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    Moderator Response: Regarding "Carbon Dioxide does not have an unlimited ability...," see the Argument "CO2 effect is saturated." If you want to discuss that topic further, please do so over there. (Everyone else please respond to Norman on that thread, not here.)
  7. Norman, Mars does have 70x more CO2 in the atmosphere than Earth does. This is because that atmosphere is 95.3% CO2, but the atmospheric pressure is 0.007 times that of the Earth's. However, CO2 is not the only greenhouse gas. Earth's atmosphere ranges from 0-7% water vapor, while Mars only has 0.03%. The Martian atmosphere also contains no methane. Conditions on Mars: Atmosphere (content, density, sky appearance) NASA - Mars NASA - Earth's Atmosphere Water vapor is the most powerful greenhouse gas (currently argument #25)
    Water vapour is the most dominant greenhouse gas. Water vapour is also the dominant positive feedback in our climate system and amplifies any warming caused by changes in atmospheric CO2. This positive feedback is why climate is so sensitive to CO2 warming.
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  8. RSVP: So you have nothing to fear in that sense, but what one does see is a lot of resistance to inquiry, or what might be considered offensive questioning. Assuming for the sake of argument that one really does see "resistance to inquiry," this may have something to do with the fact that the "skeptical" side relies so heavily on endlessly recycled misconceptions and conspiracy theories (as five minutes on virtually any SkS thread will demonstrate). Perhaps that explains some of the "resistance," along with the fact that extraordinary claims -- like the claim that our understanding of the threat AGW poses is significantly in error -- require extraordinary evidence that "skeptics" never seem to get around to providing. That said, I'd argue that the entire idea of this "resistance to inquiry" is basically false. Apart from SkS, consider the EPA Endangerment Findings, which patiently address nearly every "skeptical" argument in existence, from the plausible to the laughable. "Resistance" to the ignorance and misinformation on display in threads like this one is exactly what we should expect and want to see from scientists. The fact that all these demands for more (and more, and more) "inquiry" tend to come from people who display childlike credulity toward repeatedly debunked anti-AGW arguments makes it even harder to take them seriously. Real inquiry into this subject is happening where it really matters: among experts in the relevant fields.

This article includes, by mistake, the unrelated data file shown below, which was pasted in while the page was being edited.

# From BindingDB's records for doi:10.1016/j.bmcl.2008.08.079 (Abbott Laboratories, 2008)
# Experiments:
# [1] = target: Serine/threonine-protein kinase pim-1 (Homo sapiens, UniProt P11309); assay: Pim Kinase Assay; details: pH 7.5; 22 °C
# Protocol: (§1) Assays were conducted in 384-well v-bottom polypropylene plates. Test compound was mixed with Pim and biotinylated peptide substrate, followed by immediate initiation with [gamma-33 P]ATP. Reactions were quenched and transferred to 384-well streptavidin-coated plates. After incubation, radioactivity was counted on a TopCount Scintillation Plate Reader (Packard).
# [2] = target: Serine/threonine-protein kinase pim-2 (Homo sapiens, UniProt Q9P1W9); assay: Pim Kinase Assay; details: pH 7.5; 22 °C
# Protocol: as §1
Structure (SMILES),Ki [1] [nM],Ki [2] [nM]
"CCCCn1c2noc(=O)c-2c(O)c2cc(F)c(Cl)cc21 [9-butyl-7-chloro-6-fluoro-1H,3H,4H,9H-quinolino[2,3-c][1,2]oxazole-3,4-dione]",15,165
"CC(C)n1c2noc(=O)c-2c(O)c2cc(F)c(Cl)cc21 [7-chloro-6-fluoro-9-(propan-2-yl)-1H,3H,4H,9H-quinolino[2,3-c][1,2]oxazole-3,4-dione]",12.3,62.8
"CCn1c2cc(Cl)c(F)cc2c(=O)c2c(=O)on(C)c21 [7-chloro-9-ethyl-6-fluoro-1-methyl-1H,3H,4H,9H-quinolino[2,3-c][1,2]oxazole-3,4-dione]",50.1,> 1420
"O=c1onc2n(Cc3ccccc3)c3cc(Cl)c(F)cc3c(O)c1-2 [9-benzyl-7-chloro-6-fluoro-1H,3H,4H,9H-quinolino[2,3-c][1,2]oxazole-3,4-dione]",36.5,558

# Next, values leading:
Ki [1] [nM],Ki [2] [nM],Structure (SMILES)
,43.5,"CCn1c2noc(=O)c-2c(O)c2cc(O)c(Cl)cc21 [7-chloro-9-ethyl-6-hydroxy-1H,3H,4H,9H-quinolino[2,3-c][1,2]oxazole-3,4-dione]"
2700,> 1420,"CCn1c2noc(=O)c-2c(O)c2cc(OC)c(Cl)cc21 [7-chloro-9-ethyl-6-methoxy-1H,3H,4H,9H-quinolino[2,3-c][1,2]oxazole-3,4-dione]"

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  9. Norman, there is graph titled "Atmospheric CO2 concentrations required to compensate for reduced solar luminosity in the past,..." in a slide presentation by Daniel Kirk-Davidoff titled "Paleoclimatology: An Introduction." It is Slide 4, Figure 2. You might find the rest of the slides instructive, too.